This month's MxMo, brought to us by Bibulo.us, is all about shims. These low alcohol cocktails are the session drinks of the spirits world. Now, I'm a tiki guy by trade, and those aren't exactly known for their subtlety. Someone recently asked if I new of any lower alcohol tiki drinks, the best I could come up with only had 1.5 oz of rum. I was perusing Remixed for the 705th time and came across a drink called Omar's Delight and I was almost instantly inspired. I have two bottles of ruby port sitting around leftover from cocktail week that I didn't know what to do with. I saw that Omar's Delight was in reference to Omar Khayyam, the Persian scholar most famous in the West for his poem the Rubiyat. Thus was born the Ruby Yacht:
2 oz Ruby port
1/2 oz lemon juice
1/2 oz Grand Marnier
1/2 oz Peach Brandy
1/4 simple syrup
Stir with ice and strain into a cocktail glass. Twist a lemon peel over the top.
The lemon, peach, and orange reflect the flavor profile in Omar's Delight. As for how it tastes? i only had a brief taste of the drink before I lost it to my wife. She pronounced it to be quite nice and kept it for herself. So I went and made a Saturn for myself, it was a light tiki drink, only having 1.5 oz of gin.
Sunday, July 20, 2014
The Liqour Fairy recently dropped off some Spodee White for a review. After surviving the Rum B Que, the Fifth of Ju-Luau, and various other commtiments, a nice little drink that I don't need to mix was particluarly appealing. For those that haven't heard of it before, Spodee is a wine fortified with white whiskey as "depression era hooch". The white version has added pineapple, coconut, and other flavors, like amaretto. Basically this makes it a cocktail in a bottle, and having sipped some over ice, it works well for that, sort of a premade tropical drink.
For me though, a fortified wine with tropical flavors and spices? Sounds like a tiki vermouth. I first tried it in a cross between a martini and an el Presidente.
1.5 oz gold rum
1.5 oz Spodee White
2 dashes orange bitters.
As expected the Spodee plays well with the rum and the bitters keep it balanced. The extra flavors from the Spodee White livens things up and gives it a tropical feel.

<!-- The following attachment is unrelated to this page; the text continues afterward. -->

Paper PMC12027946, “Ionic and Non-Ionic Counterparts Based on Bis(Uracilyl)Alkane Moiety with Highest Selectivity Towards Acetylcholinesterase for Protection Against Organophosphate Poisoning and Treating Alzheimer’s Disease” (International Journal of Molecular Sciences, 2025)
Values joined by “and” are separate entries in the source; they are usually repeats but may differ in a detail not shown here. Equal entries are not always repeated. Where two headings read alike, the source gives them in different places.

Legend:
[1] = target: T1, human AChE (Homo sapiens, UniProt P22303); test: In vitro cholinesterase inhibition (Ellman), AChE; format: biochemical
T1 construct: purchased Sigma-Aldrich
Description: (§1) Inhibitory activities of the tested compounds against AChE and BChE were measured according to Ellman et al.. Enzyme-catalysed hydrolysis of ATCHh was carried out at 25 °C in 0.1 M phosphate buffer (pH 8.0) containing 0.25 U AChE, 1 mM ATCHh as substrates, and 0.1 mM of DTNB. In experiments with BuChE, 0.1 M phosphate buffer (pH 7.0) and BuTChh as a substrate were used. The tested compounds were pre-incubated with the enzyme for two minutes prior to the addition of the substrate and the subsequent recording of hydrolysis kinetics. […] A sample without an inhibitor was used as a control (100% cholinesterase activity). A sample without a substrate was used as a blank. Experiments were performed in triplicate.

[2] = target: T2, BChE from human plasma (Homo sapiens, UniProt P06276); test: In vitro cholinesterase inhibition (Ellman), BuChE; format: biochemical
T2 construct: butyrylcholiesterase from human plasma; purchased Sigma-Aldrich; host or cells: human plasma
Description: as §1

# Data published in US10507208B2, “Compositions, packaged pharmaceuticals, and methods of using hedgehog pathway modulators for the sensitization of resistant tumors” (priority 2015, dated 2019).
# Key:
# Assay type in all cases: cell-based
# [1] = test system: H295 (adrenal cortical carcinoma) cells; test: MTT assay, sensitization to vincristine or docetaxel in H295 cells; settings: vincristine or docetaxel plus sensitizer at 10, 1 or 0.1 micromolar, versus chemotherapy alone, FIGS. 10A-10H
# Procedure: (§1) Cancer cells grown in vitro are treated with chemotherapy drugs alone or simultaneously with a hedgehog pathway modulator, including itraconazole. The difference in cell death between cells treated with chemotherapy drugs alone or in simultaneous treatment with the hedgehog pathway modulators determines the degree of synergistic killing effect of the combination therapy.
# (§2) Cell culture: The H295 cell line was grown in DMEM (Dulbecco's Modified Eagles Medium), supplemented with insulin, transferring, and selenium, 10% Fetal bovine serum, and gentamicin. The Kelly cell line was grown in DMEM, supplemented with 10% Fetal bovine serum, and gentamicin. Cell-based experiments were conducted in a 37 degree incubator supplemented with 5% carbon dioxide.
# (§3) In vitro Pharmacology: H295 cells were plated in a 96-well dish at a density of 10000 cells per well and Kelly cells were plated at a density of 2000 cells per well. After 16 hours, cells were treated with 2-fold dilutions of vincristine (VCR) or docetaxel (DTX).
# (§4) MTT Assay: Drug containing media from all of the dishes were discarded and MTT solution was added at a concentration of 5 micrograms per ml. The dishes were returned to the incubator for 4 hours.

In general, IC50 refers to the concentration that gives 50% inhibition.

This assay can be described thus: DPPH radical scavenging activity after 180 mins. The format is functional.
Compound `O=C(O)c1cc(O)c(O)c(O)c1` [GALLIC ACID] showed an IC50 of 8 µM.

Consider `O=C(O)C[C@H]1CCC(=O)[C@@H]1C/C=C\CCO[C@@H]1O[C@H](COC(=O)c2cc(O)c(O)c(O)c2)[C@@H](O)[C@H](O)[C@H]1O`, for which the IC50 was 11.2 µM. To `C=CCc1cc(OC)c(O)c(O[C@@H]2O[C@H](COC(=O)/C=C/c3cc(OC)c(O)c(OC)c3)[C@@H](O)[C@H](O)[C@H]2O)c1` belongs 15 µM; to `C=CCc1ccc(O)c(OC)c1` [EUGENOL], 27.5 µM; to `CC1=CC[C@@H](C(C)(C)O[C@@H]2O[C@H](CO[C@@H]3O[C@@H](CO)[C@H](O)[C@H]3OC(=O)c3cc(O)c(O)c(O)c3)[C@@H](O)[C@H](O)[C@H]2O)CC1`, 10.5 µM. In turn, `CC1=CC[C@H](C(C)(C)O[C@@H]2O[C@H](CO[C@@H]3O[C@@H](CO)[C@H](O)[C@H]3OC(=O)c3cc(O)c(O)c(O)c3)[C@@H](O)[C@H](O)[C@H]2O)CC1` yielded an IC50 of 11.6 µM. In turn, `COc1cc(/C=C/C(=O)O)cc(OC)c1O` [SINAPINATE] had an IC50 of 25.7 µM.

I stepped things up a bit for the second cocktail and looked to the past again. I decided to riff off of the Queen's Park Hotel Super Cocktail:
1.5 oz gold rum
1 oz Spodee White
1/2 oz lime juice1/2 oz Grendine
4 dashes Angostura Bitters
What I particularly love about the Spodee White in this cocktail, and the one above, is that you get tiki-like flavors without a 12 ingredient recipe list and it will still fit in a coupe.
I like the Spodee, and while it's fine by itself, I really like it in cocktails.
Monday, June 2, 2014
Giuseppe Capolupo has a name straight out of the 19th century. Instead of being an immigrant bartender who learned his trade in Florence before coming to Pittsburgh in 1898, Giuseppe took the route of first being an internationally touring drummer before starting as a bar back at Bar Marco. He learned his trade there and worked his way up to heading up the program in the strip. He's so dedicated to the life that Bar Marco has let him achieve that he has their logo tattooed on his arm. Stop in and tell him what you like and let him mix you up something.
Monday, April 28, 2014
Chris Matrozza mans the bar at Franktuary and is one of curators of their collection of cocktails both classic and original. Their classic list offers three options for each cocktail. A house version, a classic version, and most importantly a local version with all the spirits coming from Boyd and Blair, Wigle, and Maggie's Farm. Hit them up for some of the best hot dogs in the city and enjoy your locally made cocktails.
Sunday, March 9, 2014
An interesting thing happens when you start hosting events. The amounts of ingredients suddenly goes up. When we at Pittsburgh Cocktail Week planned and hosted the grand opening event at Maggie's Farm Rum I found myself making enough simple syrup and grenadine to outfit a brand new bar to make drinks for 4 hours for 30 people. (Note, this is much more of either than I make for home use.) The downside afterwards was having about 20 oz of fresh grenadine to hopefully use before it goes bad. Thus began my quest for grenadine heavy drinks, and there aren't a ton of them out there.